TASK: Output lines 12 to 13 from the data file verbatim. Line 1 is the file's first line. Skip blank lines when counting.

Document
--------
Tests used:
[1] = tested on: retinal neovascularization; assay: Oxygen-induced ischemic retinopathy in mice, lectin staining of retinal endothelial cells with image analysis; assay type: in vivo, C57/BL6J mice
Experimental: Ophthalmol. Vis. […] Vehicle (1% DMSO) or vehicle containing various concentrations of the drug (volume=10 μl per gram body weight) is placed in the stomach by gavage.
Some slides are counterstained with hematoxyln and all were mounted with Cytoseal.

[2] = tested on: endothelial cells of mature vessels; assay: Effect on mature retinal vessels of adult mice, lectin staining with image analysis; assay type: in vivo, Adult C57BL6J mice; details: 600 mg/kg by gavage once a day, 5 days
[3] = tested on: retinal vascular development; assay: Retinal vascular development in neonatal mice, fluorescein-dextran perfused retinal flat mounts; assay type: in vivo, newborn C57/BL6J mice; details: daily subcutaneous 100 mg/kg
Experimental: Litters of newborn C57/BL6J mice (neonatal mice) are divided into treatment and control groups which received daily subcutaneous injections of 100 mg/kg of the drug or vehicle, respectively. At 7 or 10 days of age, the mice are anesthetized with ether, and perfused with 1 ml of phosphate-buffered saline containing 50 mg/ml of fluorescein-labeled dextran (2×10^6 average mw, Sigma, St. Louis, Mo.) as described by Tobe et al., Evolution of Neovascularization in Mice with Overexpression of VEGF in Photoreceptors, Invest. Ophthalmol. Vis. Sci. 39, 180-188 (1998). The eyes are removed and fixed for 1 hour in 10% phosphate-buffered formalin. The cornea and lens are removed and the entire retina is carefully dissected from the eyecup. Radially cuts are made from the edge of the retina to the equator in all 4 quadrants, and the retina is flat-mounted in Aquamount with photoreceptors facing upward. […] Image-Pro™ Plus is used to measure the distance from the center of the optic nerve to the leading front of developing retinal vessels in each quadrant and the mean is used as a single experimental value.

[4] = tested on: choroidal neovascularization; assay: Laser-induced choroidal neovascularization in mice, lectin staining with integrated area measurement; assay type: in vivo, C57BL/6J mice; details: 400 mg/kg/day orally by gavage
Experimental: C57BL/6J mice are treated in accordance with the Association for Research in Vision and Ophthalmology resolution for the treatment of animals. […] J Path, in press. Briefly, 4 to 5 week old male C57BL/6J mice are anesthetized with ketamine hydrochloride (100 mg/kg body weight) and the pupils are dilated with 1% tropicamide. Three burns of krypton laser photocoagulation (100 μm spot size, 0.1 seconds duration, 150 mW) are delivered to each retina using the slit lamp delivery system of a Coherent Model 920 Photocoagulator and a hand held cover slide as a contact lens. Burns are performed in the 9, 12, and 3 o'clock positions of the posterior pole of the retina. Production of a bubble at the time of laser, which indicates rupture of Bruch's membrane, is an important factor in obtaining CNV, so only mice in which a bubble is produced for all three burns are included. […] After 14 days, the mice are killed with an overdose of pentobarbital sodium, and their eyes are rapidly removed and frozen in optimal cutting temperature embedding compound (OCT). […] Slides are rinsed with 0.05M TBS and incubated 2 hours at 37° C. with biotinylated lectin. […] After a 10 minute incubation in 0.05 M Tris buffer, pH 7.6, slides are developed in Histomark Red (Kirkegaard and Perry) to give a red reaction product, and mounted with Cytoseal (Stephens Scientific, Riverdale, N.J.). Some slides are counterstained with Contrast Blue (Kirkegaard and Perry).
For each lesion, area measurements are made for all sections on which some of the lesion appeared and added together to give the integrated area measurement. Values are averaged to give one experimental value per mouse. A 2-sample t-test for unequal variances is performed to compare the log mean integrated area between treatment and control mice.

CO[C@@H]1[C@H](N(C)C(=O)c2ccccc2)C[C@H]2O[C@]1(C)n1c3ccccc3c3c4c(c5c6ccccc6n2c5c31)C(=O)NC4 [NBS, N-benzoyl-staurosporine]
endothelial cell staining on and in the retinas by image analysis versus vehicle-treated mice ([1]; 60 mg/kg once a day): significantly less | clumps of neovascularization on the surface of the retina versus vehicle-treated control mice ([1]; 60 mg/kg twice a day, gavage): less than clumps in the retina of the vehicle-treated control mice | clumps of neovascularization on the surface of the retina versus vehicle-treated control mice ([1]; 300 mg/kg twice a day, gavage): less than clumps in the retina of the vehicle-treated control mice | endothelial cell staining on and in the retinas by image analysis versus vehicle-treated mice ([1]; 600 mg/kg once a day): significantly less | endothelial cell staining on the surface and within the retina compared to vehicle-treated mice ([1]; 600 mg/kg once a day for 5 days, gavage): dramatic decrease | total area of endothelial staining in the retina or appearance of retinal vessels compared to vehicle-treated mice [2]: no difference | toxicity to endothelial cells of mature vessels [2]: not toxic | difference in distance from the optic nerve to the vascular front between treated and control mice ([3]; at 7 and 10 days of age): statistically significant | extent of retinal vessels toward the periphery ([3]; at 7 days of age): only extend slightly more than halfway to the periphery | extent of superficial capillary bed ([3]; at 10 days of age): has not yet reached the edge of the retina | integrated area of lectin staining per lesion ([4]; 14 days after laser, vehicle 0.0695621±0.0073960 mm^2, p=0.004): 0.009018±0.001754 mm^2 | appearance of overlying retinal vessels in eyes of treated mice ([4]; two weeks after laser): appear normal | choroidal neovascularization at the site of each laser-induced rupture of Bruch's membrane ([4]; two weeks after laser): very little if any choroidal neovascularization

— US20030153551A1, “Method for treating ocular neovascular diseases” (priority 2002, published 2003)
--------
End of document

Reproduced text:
endothelial cell staining on and in the retinas by image analysis versus vehicle-treated mice ([1]; 60 mg/kg once a day): significantly less | clumps of neovascularization on the surface of the retina versus vehicle-treated control mice ([1]; 60 mg/kg twice a day, gavage): less than clumps in the retina of the vehicle-treated control mice | clumps of neovascularization on the surface of the retina versus vehicle-treated control mice ([1]; 300 mg/kg twice a day, gavage): less than clumps in the retina of the vehicle-treated control mice | endothelial cell staining on and in the retinas by image analysis versus vehicle-treated mice ([1]; 600 mg/kg once a day): significantly less | endothelial cell staining on the surface and within the retina compared to vehicle-treated mice ([1]; 600 mg/kg once a day for 5 days, gavage): dramatic decrease | total area of endothelial staining in the retina or appearance of retinal vessels compared to vehicle-treated mice [2]: no difference | toxicity to endothelial cells of mature vessels [2]: not toxic | difference in distance from the optic nerve to the vascular front between treated and control mice ([3]; at 7 and 10 days of age): statistically significant | extent of retinal vessels toward the periphery ([3]; at 7 days of age): only extend slightly more than halfway to the periphery | extent of superficial capillary bed ([3]; at 10 days of age): has not yet reached the edge of the retina | integrated area of lectin staining per lesion ([4]; 14 days after laser, vehicle 0.0695621±0.0073960 mm^2, p=0.004): 0.009018±0.001754 mm^2 | appearance of overlying retinal vessels in eyes of treated mice ([4]; two weeks after laser): appear normal | choroidal neovascularization at the site of each laser-induced rupture of Bruch's membrane ([4]; two weeks after laser): very little if any choroidal neovascularization

— US20030153551A1, “Method for treating ocular neovascular diseases” (priority 2002, published 2003)